This video shows you how to do it:


Besides the fact that it avoids the home-related problems of a traditional flip, the In-Class Flip has other advantages as well:

  1. The teacher can observe whether students are really watching. When attention starts to stray, the instructor can get students back on track right away. To boost accountability even more, try a platform like Educanon, which allows you to embed any video into an online multiple-choice assessment that you create yourself.
  2. The initial exposure to the video content has a better chance to sink in. The teacher can answer questions with more immediacy. And for students who struggle, the instructor can send them directly back to the video for a refresher.
  3. Hardware is (presumably) safer. There's less risk of a device getting broken or lost if it remains in the classroom.

Students go to a station for the lecture.

Credit: Jennifer Gonzalez


In-Class Flipping is not without its own challenges:

  1. It doesn't make for tidy one-period lesson plans. With short daily class periods, you won't be able to do a single-day flip. You need enough stations to provide work for students who haven't seen the video and some for those who have. That kind of rotation takes time. Instead of individual days, plan in bigger chunks of time where students have weekly goals and can reach them at their own pace, in any order. Traditional flips pose similar management challenges, but experienced flippers have figured out how to make it work. The discussion forums on the Flipped Learning Network offer great ideas and advice.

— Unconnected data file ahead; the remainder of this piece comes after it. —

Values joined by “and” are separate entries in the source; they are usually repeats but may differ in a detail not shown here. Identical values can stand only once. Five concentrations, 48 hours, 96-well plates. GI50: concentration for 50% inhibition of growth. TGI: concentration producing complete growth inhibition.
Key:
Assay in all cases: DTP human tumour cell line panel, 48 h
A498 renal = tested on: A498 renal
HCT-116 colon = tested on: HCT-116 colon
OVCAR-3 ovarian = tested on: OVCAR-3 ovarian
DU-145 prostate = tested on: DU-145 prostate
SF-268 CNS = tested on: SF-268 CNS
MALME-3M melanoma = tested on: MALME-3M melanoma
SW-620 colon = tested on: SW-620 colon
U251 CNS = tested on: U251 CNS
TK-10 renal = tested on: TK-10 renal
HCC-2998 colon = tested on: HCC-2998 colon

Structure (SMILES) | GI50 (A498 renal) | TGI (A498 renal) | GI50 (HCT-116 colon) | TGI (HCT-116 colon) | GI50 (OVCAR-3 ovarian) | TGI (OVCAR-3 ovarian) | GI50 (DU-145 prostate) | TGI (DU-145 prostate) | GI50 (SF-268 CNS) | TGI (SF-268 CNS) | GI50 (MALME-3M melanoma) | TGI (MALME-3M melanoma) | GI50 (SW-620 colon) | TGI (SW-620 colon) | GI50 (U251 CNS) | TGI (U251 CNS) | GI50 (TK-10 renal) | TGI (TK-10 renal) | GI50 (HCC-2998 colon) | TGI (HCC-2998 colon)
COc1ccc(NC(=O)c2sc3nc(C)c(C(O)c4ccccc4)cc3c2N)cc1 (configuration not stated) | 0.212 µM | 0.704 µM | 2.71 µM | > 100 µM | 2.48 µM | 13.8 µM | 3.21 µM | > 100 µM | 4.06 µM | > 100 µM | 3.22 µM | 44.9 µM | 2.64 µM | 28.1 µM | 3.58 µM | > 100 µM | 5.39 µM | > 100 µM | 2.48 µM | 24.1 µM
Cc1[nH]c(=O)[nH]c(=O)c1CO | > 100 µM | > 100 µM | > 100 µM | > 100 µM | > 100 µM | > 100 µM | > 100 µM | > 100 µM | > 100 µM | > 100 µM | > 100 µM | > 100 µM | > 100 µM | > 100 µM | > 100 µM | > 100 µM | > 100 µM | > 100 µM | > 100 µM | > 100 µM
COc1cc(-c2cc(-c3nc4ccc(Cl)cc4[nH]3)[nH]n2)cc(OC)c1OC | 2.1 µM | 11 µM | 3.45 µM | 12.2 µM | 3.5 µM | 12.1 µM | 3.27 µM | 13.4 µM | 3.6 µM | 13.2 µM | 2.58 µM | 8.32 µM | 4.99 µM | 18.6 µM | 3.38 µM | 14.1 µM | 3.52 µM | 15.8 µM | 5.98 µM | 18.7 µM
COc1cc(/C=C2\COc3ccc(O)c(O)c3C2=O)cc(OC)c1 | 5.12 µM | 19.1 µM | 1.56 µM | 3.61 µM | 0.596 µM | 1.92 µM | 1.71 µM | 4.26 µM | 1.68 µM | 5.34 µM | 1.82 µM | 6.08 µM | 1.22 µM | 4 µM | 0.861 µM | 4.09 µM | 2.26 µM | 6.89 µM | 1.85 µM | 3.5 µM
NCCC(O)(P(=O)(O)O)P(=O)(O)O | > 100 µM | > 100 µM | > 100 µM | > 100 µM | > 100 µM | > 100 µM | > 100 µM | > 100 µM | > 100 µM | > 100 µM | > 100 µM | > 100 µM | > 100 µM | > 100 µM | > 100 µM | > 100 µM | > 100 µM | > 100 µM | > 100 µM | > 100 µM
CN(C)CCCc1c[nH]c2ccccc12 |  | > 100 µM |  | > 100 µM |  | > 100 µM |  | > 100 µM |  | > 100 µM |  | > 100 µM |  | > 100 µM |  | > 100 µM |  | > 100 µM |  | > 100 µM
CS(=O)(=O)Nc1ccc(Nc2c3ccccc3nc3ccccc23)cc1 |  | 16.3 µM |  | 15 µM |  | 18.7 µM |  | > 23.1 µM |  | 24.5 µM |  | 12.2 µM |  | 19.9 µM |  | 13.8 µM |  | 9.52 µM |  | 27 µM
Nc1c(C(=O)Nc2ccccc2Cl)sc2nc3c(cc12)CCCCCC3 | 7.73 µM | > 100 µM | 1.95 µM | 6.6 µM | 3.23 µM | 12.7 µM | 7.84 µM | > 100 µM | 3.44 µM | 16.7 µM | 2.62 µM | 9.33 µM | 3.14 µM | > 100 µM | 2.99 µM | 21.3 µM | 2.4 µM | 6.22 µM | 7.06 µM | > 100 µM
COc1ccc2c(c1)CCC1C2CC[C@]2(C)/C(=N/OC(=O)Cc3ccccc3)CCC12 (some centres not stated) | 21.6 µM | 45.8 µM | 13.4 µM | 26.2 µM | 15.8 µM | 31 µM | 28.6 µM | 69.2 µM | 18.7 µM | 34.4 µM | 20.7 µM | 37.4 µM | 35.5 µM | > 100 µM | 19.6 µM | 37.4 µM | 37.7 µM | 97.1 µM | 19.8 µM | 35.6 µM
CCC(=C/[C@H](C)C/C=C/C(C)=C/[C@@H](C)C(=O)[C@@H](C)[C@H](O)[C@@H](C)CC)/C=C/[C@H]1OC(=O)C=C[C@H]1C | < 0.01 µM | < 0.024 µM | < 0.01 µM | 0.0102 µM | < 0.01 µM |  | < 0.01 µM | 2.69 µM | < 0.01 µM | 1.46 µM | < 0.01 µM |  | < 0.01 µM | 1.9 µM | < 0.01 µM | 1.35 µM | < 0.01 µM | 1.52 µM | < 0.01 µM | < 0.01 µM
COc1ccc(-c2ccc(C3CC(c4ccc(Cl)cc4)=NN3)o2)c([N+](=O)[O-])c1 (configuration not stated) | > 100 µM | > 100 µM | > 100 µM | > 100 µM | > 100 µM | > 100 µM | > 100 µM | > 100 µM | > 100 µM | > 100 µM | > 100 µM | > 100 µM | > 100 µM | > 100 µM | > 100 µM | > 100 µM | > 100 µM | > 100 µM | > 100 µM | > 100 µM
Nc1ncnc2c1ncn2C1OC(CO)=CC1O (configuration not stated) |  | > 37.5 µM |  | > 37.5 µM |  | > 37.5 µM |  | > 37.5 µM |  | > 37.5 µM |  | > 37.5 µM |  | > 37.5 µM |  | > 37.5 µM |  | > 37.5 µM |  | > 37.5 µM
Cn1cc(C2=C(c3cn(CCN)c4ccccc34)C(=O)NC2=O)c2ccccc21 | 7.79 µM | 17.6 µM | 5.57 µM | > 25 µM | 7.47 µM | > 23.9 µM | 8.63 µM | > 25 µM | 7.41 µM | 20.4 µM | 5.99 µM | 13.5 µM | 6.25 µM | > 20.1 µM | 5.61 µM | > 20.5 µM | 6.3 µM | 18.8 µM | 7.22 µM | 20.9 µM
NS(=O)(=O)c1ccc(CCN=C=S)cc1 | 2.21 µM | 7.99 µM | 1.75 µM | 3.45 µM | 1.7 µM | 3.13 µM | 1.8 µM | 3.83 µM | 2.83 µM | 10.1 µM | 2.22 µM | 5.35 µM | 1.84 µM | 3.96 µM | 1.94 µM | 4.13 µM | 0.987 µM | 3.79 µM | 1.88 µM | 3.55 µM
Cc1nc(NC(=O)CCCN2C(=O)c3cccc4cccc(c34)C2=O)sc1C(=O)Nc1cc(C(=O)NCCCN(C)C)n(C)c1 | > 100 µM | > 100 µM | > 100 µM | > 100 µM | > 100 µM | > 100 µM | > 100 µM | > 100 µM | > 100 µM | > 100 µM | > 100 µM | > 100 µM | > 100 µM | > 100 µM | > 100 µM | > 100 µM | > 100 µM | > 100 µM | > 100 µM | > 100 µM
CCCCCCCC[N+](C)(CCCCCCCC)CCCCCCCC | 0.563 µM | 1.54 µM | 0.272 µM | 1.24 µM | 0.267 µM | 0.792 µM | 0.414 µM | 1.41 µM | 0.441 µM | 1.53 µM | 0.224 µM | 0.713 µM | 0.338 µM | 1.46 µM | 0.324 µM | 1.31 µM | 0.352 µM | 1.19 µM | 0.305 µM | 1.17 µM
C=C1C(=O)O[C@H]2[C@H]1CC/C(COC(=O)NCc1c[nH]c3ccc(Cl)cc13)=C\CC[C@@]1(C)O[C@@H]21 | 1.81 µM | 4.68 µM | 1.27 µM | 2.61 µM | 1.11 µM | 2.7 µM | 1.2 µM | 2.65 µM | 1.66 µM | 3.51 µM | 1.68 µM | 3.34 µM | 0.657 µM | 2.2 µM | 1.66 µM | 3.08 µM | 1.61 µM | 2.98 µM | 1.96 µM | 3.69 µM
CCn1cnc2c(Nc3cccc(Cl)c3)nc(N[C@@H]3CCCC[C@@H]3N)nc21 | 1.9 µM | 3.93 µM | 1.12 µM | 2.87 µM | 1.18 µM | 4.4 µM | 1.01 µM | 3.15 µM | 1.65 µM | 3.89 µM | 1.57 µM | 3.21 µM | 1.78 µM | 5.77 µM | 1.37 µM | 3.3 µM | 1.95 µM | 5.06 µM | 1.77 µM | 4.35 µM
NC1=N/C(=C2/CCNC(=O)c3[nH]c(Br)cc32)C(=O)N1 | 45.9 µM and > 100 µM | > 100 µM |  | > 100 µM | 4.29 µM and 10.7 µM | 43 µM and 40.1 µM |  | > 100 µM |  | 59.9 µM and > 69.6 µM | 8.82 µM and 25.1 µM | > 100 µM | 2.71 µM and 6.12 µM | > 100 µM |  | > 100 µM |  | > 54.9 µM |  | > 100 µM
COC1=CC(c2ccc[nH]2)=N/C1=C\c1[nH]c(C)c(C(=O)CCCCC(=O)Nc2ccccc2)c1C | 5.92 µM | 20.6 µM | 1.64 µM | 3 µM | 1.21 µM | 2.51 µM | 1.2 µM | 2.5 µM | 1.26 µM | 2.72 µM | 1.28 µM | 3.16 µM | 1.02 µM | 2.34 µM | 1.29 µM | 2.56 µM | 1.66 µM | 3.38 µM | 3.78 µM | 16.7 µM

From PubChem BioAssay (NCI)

2. More preparation is required at the beginning. Setting up and fine-tuning stations -- not to mention recording videos -- takes time, so start slow. Once you've been flipping for a few years, you'll have stations and videos that can be recycled.
  3. Technically, you don’t "gain" more class time. Because the traditional flip moves the direct instruction outside of school hours, there is more time for classwork. The In-Class Flip can't do this. But think about those cases where traditional flipping results in unevenly prepared classes -- in these scenarios, the teacher has to catch up students who didn't do the home viewing, so the net gain may ultimately be pretty low.

Top-down view of stations within a classroom.